Hypothalamic remodeling of thyroid hormone signaling during hibernation in the arctic ground squirrel.
Chmura HE., Duncan C., Saer B., Moore JT., Barnes BM., Loren Buck C., Christian HC., Loudon ASI., Williams CT.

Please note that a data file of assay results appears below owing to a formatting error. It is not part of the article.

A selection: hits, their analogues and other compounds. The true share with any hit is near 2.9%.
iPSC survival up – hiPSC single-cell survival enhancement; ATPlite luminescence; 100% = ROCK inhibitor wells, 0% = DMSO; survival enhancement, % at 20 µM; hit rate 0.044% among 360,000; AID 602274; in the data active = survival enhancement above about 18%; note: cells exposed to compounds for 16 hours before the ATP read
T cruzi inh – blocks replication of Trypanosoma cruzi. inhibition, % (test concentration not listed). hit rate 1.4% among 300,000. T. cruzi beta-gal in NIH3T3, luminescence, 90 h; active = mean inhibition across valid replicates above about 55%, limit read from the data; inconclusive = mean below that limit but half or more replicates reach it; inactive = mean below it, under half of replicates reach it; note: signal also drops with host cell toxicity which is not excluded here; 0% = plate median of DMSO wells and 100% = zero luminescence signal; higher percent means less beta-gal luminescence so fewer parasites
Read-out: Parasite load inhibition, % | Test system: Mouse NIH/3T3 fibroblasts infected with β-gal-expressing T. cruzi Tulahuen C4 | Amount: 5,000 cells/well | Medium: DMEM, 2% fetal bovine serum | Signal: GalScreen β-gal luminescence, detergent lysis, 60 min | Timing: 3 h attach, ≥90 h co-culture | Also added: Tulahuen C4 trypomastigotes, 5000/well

Hibernation involves prolonged intervals of profound metabolic suppression periodically interrupted by brief arousals to euthermy, the function of which is unknown. Annual cycles in mammals are timed by a photoperiodically-regulated thyroid-hormone-dependent mechanism in hypothalamic tanycytes, driven by thyrotropin (TSH) in the pars tuberalis (PT), which regulates local TH-converting deiodinases and triggers remodeling of neuroendocrine pathways. We demonstrate that over the course of hibernation in continuous darkness, arctic ground squirrels (Urocitellus parryii) up-regulate the retrograde TSH/Deiodinase/TH pathway, remodel hypothalamic tanycytes, and activate the reproductive axis. Forcing the premature termination of hibernation by warming animals induced hypothalamic deiodinase expression and the accumulation of secretory granules in PT thyrotrophs and pituitary gonadotrophs, but did not further activate the reproductive axis. We suggest that periodic arousals may allow for the transient activation of hypothalamic thyroid hormone signaling, cellular remodeling, and re-programming of brain circuits in preparation for the short Arctic summer.